Posted by: trbccoffeebreak | June 2, 2021

Tears Are A Language

“The eyes of the Lord are toward the righteous and his ears toward their cry.”  (Psalm 34:15, ESV)

“I don’t like to cry.”

That’s a sentiment I often hear in my office.  For many women tears mean weakness or a lack of control, something they want to avoid.

As women we cry when we’re angry, sad and even when we’re happy.  Tears are a language that God gave us to communicate the many facets of our emotions.

Throughout scripture people cried their heart out to God for various needs.  Never do we see God say that tears are a sign of weakness.  In fact, we see people in the Bible that God thought very highly of and tears were a large part of their character.

Jeremiah was the prophet for the southern kingdom of Judah in the Old Testament right before it fell to Babylon and was led away into captivity.  God sent him to warn a crumbling nation on the brink of disaster – a warning they didn’t heed.

Yet instead of becoming complacent with the situation and saying things like “they got what they deserved” – he wept over them.  Jeremiah is known as the “weeping prophet” for his wish to have a fountain of tears (Jeremiah 9:1). He wept over the self-destructive behavior of a rebellious nation. When judgement came – he wept for those who were slain. He wept for the pain he saw people endure. He’s credited with writing two books in the Bible focused on weeping/lamenting (Jeremiah/Lamentations).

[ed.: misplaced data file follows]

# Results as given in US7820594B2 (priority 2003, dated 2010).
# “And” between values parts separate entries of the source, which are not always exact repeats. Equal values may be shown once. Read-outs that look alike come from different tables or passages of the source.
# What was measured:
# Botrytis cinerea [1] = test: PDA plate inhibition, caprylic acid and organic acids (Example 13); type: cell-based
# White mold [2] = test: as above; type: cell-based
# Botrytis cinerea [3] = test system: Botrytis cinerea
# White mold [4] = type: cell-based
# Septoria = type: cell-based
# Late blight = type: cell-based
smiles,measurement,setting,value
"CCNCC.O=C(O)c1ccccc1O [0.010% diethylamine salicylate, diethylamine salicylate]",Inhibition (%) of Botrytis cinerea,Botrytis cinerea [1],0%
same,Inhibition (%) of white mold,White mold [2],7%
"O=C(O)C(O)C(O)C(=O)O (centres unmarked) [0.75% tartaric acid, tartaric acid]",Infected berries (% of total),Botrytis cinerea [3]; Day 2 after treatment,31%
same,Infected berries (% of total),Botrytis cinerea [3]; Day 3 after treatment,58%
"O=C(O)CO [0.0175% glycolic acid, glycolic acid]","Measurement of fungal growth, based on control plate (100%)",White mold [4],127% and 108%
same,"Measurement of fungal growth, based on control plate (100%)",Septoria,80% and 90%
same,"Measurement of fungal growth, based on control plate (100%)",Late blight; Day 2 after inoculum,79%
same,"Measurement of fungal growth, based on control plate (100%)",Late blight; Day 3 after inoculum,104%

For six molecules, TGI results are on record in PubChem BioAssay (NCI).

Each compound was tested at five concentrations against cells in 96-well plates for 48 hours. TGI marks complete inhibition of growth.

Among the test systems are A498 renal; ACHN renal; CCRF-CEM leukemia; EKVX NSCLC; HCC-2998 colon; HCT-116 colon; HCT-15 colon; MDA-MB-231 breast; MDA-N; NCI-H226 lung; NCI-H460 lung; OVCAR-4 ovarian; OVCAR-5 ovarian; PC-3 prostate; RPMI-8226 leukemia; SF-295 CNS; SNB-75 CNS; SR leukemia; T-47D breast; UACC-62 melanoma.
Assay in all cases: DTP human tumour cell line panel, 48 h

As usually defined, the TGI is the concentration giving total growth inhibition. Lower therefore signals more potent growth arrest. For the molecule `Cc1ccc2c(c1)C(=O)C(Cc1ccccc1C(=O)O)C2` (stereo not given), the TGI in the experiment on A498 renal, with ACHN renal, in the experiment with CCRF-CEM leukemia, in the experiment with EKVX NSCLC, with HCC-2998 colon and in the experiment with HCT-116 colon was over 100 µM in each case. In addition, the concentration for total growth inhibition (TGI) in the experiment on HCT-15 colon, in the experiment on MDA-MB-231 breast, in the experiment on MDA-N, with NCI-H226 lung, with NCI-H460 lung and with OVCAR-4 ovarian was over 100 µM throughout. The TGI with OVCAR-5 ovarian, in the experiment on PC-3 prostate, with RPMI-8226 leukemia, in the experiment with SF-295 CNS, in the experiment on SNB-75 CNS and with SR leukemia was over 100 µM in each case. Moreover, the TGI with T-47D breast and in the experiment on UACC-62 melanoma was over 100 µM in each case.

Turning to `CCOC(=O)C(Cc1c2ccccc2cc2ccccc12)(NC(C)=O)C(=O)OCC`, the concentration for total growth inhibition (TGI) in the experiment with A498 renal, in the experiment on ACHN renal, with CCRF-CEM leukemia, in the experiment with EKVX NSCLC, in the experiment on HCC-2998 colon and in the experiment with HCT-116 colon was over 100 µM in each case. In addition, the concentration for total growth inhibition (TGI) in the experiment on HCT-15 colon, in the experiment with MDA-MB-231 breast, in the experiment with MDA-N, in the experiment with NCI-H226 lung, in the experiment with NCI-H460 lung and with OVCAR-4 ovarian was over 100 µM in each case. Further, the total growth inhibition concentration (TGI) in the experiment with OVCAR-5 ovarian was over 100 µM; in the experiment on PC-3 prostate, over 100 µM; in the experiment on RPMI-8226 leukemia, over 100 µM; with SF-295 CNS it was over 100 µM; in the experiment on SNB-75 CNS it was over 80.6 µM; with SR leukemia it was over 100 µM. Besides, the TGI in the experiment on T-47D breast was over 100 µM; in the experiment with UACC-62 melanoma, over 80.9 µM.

How much strength does it take to do the easy thing in life?  The easy thing is very seldom the right thing.  It takes a lot of strength to do the right thing. The right thing in Jeremiah’s situation was to grieve his people.  He cried out to God on their behalf continually asking for mercy. How often have you cried out to God for someone who is not walking with the Lord? When was the last time you wept for someone who has done you wrong?

Tears are powerful.

David was known as a “man after God’s own heart” (1 Samuel 13:14). It wasn’t because he was perfect.  In fact, he messed up quite a lot. So, what made him a man after God’s own heart?  I think it was his willingness to be vulnerable with God.  He wrote a good portion of the book of Psalms.  Many of them his personal prayers to God in times of distress.  He cried and expressed his sorrow for his mistakes and failures.  He repented.  He didn’t pretend to be in control or have it all together.

Tears are prayers – God listens!

“Father we thank you that we can be vulnerable with you.  That crying in your presence is one of the safest and healthiest things to do.  You don’t expect us to have it all together.  You just expect us to trust you – the One who does!”

For His Glory,

Laura Holmes (
TRBC Women’s Life


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